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The vacuum factor in servo machinery

Are your packaging machines' vacuum gripping systems and servo controls optimized to deliver the highest cycle rates and use the least energy? Respective sector leaders PIAB and ELAU can show you how.

New gripper designs from PIAB assure good seals even with difficult surfaces such as bags.
New gripper designs from PIAB assure good seals even with difficult surfaces such as bags.

This content was written and submitted by the supplier. It has only been modified to comply with this publication’s space and style.

As robotic functionality of packaging machines increases, so does the interdependence of vacuum and servo systems.

The limiting factor in otherwise high performance servo packaging machinery is often the vacuum system. Top speeds, the ability to accelerate and decelerate a payload, and the amount of energy required to run all depend on getting a good grip on the package.

This is especially true of robotic machinery, one of the leading trends in design (see the articles). That's because traditionally, vacuum has been applied to relatively straightforward tasks such as carton erection from a magazine. With robotic gripper systems you're working with dynamics that range from shapeless bags of fragile chips, to heavy filled containers of variable weights and dimensions.

For this reason, Packaging Automation recently asked PIAB applications engineer Andy Lovell and ELAU apps engineer Matt DeLuca how to best manage these interactions.

“From a physics standpoint, the servosystem has to overcome the combined inertia of the end-of-arm tooling and the products being handled,” according to DeLuca. “But it also can't accelerate so fast that it overcomes the gripper's holding power.”

Advances in gripper and vacuum pump designs

“Vacuum system and gripper design both turn out to be critical to this balancing act,” says Lovell. “And while the benefits of multistage vacuum pumps are better understood than just a few years ago,” says Lovell, “suction cups are wrongly taken for granted.”

Recent advances in cups include polyurethane material replacing nitrile in new, dual-durometer designs that combine strong sidewalls with thin, pliable conforming gripper faces optimized for sealing to difficult surfaces such as bags.

According to Lovell, properly designed, air driven vacuum systems are most always more energy efficient than continuously running mechanical pumps. Innovations, like PIAB's patented COAX® vacuum cartridge technology, offer improved performance and application flexibility and enable the vacuum source to get as close to the product as possible. Decentralizing a vacuum system (using multiple smaller pumps in place of one large centralized pump) optimizes suction cup operation, helping achieve a high initial flow compared to conventional centralized pumps that experience pressure losses as the vacuum travels through hoses to the tooling.

Ensuring adequate vacuum flow is as critical as providing sufficient vacuum pressure. Although the holding force of a suction cup depends on the vacuum pressure, it is the level of vacuum flow at the cup that determines how quickly and securely the grip is established.

Because each cup's vacuum level is independently controlled, loss of suction in one cup -- trying to grip over a score line on a carton, for example -- does not affect the others. Vacuum is inherently balanced compared to daisy chained, centralized multi-cup systems where flow is highest in the first cup and degrades with each successive one.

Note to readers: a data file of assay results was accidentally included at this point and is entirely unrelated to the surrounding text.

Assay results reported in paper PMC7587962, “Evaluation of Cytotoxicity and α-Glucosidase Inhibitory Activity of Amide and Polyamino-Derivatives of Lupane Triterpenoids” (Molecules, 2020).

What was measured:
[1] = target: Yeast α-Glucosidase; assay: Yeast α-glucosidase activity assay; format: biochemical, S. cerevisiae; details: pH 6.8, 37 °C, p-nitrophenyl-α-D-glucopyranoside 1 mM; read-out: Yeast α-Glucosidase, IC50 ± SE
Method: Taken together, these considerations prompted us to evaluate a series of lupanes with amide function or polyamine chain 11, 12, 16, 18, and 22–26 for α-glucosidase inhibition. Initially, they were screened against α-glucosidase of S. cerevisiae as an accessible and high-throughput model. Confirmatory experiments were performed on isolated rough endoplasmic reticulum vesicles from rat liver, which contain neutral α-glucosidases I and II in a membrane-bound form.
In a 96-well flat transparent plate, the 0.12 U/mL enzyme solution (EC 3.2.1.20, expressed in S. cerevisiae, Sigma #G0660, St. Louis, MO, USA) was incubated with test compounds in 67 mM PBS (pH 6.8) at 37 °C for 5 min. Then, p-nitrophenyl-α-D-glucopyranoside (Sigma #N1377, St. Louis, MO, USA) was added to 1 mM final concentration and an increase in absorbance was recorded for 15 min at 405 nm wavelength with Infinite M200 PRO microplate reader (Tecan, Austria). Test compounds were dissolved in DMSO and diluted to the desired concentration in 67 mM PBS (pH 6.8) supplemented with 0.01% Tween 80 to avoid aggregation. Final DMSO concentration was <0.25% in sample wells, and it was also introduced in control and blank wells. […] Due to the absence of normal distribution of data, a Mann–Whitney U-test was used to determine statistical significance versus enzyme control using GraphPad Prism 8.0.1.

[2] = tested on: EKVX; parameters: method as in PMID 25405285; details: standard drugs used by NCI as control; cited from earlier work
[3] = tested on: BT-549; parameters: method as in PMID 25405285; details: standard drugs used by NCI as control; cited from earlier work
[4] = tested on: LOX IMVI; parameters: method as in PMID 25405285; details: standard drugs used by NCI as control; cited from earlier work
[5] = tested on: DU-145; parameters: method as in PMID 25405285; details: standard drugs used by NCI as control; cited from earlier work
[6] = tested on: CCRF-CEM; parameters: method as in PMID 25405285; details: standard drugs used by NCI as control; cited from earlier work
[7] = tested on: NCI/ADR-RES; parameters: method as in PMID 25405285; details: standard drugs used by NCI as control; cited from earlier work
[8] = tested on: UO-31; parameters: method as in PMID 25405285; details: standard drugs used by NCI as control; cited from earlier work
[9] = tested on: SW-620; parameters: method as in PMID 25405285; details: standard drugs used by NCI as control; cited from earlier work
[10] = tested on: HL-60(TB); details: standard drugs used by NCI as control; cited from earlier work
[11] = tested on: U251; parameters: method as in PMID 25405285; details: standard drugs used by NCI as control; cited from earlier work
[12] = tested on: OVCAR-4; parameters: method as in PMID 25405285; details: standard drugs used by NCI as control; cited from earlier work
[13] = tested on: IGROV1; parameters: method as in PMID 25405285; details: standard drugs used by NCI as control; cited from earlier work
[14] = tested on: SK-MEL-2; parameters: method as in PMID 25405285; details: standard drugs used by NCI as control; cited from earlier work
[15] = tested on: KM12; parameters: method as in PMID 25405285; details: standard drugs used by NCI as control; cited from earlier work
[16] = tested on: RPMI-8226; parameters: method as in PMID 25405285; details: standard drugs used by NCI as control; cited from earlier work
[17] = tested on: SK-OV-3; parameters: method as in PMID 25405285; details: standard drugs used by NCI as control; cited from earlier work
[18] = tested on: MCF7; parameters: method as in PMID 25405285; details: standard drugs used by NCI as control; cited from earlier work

Interaction with control system is simple but critical

“Robotics are all about handling a greater variety of products at high speeds,” says DeLuca. “So the tighter you synchronize robotic motion with the rest of the packaging process, the better. That has led OEMs to design robotic picking, indexing, cartoning and case packing functionalities into their machinery rather than integrating separate robots and robot controllers.”

Performing all control functions in a single program running on a single processor results in the fastest possible control response and cycle rates. ELAU accomplishes this with a robotic software library that permits one automation controller to operate multiple robot arms that would otherwise each require their own controllers -- along with the rest of the machine functions.

In this architecture, software objects replace discrete hardware for functions such as temperature control, firing glue guns, programmable limit switches and, yes, gripper operation.

About PIAB

As a global leader in industrial vacuum technology, PIAB provides innovative solutions that improve the productivity and working environment of vacuum users around the world. PIAB manufactures a complete line of vacuum pumps, suction cups, vacuum conveyors, and vacuum accessories, for a variety of automated material handling and factory automation processes. PIAB's recent innovations include vacuum pumps that utilize COAX®, a patented technology which integrates the internal components of a multi-stage vacuum pump into a highly efficient and flexible vacuum cartridge and Duraflex® suction cups which are designed in varying durometers and provide a strong, secure grip on a wide variety of handled products.

For more information, visit or email [email protected].

About ELAU

ELAU equips over $1 billion worth of the world's best machines annually, with over 30ꯠ PacDrive systems already deployed in packaging machinery worldwide. PacDrive is the first truly integrated automation architecture, capable of performing the functions of PLC, motion control, robotics, temperature control, PLS, MES data interface and more in a single, standards-based software environment.

For more information, visit or email [email protected].

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